I wake up Friday morning with a sentence in my head. “I’m never going to have a baby.” I always knew I wanted to be pregnant, knew I wanted to carry a baby inside me, grow round and heavy, even when I was afraid of giving birth, even when I waffled about raising a child. I’ve known for years it wasn’t happening, not this lifetime. I don’t know what odd fitful spitting of neurons, what elusive dream has me recognizing it again now before I am fully awake, as I lay belly down in my warm bed, the birds making a lovely racket outside my open door, my two furred ones nestled against my calf and curve of back. I think about how I’d decided to have a child on my own, had begun to do my research. Then I met Joe. The day I first laid eyes on him on the bus, I came home to a message on my answering machine from a potential sperm donor. I turn now on my side, trying not to jostle my felines, remembering the voice on the machine, the bizarre timing. But Joe didn’t want anymore children, and I wanted a life with him more than I wanted a child on my own. I chose Joe. I remember standing in the doorway looking across the bedroom at him, wondering if he had saved my life, if I would have died in childbirth. I stretch and extricate myself with care, kiss my companions, crawl out of bed.
Hours later, my morning walk behind me and my chores almost done, I am mixing oats and tuna juice and medicinal tea together for the cats. I am ready to be done, longing for my own first cup of tea, my dreamy downtime on the courtyard patio. I place their bowls on the kitchen floor. Sable tastes his, then returns to glare at me where I stand beside the stove. He sits there, waiting for rectification. I added a few grains of cayenne to the mix this morning. How could it possibly make that much difference to him? Seven grains between the two of them? I am angry, then, maybe because I am feeling behind in my day, maybe because I am cranky, too long without a proper breakfast, only one tablespoon of almond butter in me yet. I yell at him, maybe because it is so damn frustrating to have him waltz away from his full bowl when I already worry he is too thin. I don’t want him skipping breakfast, am afraid he can’t afford to, so I take out tomorrow’s oat concoction to start over, no cayenne this time. I place the glass bowl on top of the toaster oven to warm it. But I don’t just sigh my helplessness, my worry–I yell at him some more. I say things to make him feel guilty for not liking the food, for making all the work I just did be for nothing.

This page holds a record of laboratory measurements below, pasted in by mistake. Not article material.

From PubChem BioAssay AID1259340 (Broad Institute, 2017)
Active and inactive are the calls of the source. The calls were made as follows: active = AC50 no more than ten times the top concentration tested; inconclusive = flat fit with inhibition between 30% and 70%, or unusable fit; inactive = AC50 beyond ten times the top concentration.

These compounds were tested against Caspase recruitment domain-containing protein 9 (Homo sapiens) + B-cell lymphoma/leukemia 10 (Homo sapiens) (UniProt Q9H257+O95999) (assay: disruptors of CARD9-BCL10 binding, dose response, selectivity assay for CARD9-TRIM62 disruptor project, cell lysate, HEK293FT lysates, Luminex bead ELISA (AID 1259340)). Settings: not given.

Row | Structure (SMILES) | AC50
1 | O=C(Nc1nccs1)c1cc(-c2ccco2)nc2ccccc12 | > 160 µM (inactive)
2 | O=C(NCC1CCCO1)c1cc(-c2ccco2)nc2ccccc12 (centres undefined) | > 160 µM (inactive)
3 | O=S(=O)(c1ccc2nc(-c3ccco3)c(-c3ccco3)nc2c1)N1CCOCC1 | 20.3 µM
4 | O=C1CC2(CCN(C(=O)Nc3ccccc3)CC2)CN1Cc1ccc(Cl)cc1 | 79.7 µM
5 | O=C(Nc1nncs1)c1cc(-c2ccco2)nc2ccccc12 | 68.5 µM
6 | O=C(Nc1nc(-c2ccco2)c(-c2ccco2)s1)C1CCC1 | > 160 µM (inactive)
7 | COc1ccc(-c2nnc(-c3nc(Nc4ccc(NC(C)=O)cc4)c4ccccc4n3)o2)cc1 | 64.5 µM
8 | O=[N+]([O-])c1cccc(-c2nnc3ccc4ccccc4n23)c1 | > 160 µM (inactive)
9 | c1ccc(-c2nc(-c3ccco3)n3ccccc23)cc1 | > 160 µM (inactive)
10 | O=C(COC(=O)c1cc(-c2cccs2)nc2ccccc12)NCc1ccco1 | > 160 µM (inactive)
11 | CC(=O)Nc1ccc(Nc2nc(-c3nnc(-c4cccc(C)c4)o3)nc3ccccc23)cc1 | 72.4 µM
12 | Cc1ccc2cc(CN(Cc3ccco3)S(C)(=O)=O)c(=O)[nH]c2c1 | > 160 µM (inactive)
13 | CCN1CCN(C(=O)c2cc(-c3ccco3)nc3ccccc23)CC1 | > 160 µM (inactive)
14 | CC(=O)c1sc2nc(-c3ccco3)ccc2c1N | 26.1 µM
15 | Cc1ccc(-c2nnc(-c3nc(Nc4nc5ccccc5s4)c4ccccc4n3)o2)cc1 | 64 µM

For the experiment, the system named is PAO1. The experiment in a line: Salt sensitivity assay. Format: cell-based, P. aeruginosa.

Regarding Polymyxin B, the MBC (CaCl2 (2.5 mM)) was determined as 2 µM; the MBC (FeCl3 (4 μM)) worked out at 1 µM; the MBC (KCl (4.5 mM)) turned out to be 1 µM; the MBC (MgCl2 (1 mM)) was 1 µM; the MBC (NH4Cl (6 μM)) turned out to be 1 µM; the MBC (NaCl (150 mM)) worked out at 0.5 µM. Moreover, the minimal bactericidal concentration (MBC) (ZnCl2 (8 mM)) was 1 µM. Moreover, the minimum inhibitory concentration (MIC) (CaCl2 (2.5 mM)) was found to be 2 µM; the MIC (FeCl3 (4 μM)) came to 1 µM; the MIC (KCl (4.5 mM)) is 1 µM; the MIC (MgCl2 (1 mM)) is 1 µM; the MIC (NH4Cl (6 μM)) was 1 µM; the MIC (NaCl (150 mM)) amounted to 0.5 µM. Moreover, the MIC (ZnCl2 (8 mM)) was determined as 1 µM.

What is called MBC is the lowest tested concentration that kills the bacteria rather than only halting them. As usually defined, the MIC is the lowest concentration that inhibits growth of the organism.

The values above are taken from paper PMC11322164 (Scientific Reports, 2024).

“I work hard for you,” I yell. I know how ridiculous I am, but I don’t stop. “This food doesn’t just materialize,” I say. He looks at me like I’m crazy, which I am. He walks outside, and I make my tea while the oven takes the chill off the second batch of food. I sit under the little red umbrella and sip the hot, sweet tea. I let things slide off me. I remember my waking thought, and I think about how good it is I don’t have children. I would have yelled at them the same way. It would have been bad, doing that to a child, making them feel wrong. I want to learn not to yell at my cats, but they don’t take it on, don’t take it in the way a child would. They have thicker hides. And they don’t speak English. They avoid me until my sanity returns. I apologize to Sable while he inspects a cluster of rocks beside the small palm. There must be signs of invasion because his sniffing is serious. “I’m sorry, Boo,” I say. I tell him a few times. He blinks at me. All is forgiven. I’m never going to give birth, I think again. This is a good thing. I have my hands full learning how to tend to the little ones I already have.